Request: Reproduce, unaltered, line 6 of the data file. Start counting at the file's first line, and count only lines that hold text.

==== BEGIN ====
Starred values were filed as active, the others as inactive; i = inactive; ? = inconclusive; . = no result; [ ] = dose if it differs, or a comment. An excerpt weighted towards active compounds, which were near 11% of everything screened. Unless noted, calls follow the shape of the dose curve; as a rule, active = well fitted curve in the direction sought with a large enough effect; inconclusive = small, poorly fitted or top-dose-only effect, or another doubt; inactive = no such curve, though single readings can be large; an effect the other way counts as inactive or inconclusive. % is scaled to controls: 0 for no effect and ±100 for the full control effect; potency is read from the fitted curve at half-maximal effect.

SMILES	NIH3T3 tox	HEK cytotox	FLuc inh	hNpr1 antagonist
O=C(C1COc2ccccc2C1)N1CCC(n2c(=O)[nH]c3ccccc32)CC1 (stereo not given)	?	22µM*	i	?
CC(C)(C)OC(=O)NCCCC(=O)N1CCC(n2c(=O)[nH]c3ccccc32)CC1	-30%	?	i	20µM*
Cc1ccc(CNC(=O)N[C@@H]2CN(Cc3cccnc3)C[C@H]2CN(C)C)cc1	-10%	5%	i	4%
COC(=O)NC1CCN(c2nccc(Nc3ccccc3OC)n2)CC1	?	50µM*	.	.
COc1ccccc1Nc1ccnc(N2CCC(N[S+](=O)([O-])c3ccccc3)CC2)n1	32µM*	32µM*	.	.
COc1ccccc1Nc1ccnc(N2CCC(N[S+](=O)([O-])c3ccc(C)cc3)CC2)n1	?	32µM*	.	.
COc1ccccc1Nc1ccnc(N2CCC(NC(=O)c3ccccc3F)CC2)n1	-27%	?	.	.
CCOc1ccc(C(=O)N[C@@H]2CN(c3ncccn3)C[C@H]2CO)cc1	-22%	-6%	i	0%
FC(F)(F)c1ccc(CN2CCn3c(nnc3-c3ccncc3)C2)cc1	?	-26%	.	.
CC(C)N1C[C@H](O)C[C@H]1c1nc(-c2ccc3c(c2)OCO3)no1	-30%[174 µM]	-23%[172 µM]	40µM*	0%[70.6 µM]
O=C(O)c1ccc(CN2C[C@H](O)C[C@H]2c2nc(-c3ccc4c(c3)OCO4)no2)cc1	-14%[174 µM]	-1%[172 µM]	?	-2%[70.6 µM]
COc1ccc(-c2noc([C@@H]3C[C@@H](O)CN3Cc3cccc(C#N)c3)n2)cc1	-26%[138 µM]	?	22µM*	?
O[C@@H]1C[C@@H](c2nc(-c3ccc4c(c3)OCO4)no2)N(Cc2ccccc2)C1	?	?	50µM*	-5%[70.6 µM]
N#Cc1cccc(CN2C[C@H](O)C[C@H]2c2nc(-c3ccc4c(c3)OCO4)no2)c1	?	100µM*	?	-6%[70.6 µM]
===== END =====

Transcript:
COC(=O)NC1CCN(c2nccc(Nc3ccccc3OC)n2)CC1	?	50µM*	.	.